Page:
Tobacco was a sacrament in the old Cherokee religion, the smoke a messenger carrying prayers to the spirit world.
Wine is part of a sacrament in the Christian tradition, signifying the blood of Jesus.
Dr. R. Michael Abram sees a rich irony here. Abram and his wife, Susan, are the owners and curators of the Cherokee Heritage Museum and Gallery in Cherokee, N.C. He is a keynote speaker at the Native American Festival at Sycamore Shoals State Park in Elizabethton this weekend.
“Take those two items and put them in each other’s culture with no religious meaning,” he said in a phone interview, “and both get into trouble.”
Millions of American Indians have struggled with alcoholism, and millions of other Americans – descendents of Europeans who brought Christianity – became addicted to tobacco.
That’s not a bad metaphor for the uneasy history between whites and Indians, which has been punctuated by conflict, ignorance and suspicion.
When he teaches about Cherokee heritage, Abram finds that religion is a popular topic.
The Cherokee belief system embraced a complex collection of legends, rituals, symbolic colors and numerology. While scholars can identify several common ideas, such as a reverence for fire and water, other specifics are hard to pin down. Scholars disagree, for example, on Cherokee thinking about a single, ultimate creator.
“It depends what century you’re talking about,” Abram said. “It was always evolving.”
But one constant was how Cherokee beliefs saturated daily life.
“You can’t just tease apart Cherokee culture and the old religion,” he said. “The religion is interwoven with daily life – medicine, government, all aspects of Cherokee life. I like to think of Cherokee life as a basket, with all the strands woven with one another.”
The Cherokee culture, once spread over thousands of miles in the Southeast, started changing dramatically as European settlers pushed westward in the 1700s. Christian missionaries, notably from the Moravian Church, lived and worked among the Cherokee and were strong advocates for their rights. The first conversions to Christianity came before the American Revolution, and by the early 1800s a number of prominent leaders were devout Christians.
But there was a dark side as well: European settlers, often misreading or ignoring the teachings of their Christian faith, systematically and violently drove out the Indians.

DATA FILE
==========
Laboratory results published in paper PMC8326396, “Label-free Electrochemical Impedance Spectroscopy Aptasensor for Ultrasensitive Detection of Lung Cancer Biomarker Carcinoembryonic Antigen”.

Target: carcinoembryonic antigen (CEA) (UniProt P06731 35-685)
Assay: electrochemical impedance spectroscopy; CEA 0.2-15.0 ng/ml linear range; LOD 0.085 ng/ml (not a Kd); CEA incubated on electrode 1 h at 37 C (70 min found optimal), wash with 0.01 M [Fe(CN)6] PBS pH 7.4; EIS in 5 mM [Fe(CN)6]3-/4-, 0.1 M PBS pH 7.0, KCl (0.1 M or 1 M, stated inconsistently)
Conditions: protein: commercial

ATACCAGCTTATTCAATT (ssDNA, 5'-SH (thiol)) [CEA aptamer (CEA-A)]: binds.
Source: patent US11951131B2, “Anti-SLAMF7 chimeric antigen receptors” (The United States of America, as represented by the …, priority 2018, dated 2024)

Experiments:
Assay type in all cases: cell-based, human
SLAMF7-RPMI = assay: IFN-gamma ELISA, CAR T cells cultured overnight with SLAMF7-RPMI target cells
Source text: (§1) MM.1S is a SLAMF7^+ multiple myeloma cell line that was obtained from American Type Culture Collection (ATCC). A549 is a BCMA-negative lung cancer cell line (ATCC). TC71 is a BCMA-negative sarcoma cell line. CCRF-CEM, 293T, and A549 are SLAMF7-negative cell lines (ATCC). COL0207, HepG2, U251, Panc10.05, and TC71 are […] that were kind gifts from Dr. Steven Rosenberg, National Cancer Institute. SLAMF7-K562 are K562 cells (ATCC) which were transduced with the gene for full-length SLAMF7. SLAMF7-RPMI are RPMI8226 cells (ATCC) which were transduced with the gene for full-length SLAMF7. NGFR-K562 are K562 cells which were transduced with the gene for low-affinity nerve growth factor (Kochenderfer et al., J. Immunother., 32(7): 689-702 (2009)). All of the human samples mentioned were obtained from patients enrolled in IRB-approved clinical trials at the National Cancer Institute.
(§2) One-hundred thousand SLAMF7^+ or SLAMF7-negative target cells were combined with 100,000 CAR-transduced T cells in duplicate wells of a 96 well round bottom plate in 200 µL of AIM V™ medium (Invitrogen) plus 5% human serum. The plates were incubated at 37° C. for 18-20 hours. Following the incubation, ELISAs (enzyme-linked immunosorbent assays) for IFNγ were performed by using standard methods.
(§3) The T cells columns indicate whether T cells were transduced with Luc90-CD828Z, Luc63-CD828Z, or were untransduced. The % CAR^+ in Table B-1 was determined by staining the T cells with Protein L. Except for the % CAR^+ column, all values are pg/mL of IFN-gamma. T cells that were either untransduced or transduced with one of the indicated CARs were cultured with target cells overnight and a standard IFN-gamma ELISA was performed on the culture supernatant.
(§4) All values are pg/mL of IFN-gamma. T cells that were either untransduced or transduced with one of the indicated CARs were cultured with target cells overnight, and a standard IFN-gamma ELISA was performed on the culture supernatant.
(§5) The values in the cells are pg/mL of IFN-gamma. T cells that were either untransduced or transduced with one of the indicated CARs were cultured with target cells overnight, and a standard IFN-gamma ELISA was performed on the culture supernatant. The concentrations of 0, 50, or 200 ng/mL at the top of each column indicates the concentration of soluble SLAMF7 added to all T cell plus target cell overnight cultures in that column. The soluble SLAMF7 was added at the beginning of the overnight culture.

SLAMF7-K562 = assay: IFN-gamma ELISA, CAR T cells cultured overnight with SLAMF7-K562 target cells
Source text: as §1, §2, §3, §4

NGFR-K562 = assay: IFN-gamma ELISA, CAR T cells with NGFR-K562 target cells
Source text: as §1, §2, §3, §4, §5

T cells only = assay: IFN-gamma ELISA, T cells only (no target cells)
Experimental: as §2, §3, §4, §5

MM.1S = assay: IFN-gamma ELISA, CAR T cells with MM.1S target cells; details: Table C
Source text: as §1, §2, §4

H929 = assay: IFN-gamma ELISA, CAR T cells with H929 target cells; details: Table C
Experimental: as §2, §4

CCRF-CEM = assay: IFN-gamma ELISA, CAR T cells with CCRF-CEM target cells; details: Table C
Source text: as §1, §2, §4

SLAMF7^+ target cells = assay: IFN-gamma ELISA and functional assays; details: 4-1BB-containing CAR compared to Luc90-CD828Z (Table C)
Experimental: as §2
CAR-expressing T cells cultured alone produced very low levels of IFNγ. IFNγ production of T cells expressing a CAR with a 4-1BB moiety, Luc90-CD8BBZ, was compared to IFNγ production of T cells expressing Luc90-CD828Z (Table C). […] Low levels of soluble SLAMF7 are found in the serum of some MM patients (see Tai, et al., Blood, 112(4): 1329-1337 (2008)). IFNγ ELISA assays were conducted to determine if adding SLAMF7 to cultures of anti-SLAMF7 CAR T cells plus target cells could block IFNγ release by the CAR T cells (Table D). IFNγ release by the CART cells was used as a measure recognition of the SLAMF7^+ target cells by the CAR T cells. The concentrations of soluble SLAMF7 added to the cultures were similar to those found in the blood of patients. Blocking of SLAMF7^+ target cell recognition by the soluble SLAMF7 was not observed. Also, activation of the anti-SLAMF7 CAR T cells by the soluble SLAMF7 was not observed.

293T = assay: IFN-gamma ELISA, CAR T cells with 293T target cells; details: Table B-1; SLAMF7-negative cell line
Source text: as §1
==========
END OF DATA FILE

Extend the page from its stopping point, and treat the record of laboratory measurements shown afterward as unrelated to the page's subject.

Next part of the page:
To this day, many Cherokee revile President Andrew Jackson because of his removal policies, which Abram compared to the Nazi Holocaust. Even faced with fierce opposition from other white leaders, including Davy Crockett, Jackson rammed through his policies bent on Cherokee removal.
According to Abram, Jackson used the Cherokees’ trust of clergymen against them, appointing the Rev. John F. Schermerhorn as his treaty commissioner to settle the now-infamous 1835 New Echota Treaty, which led to the expulsion of the Cherokee nation from the eastern United States. In 1838, the remaining 17,000 Cherokee people were force-marched over 1,200 miles to what is now Oklahoma. Starvation, sickness and exhaustion on this “Trail of Tears” took between 4,000 and 8,000 lives.
Today, few Cherokee practice the traditional religion. Many are fervent Christians who consider the old ways “pagan.” Others are what Abram calls “mixers,” combining ideas from Cherokee religion with Christian teachings.
Despite obvious differences, the two religions echo each other at certain points. The “going-to-water ceremony,” an important Cherokee initiation rite, is reminiscent of baptism, for instance. Then there’s Stone Coat, a central figure in Cherokee mythology, who sacrificed himself for his people and is “certainly a Christ-like figure,” according to Abram.
Abram, who grew up as a Pentecostal and is still a Christian, has “absolutely no qualms about that mixing.” In fact, he thinks white Christians could learn a few lessons from the Cherokee religion.
“The old religion followed ways of nature and emphasized preservation and balance. It was practiced in every aspect of life all the time,” Abram said. “The idea of establishing balance – that’s what really stands out in the old Cherokee religion.”
Johnson City (Tenn.) Press, 6 June 2009. (Parts of this column were first published on 4 June 2005.)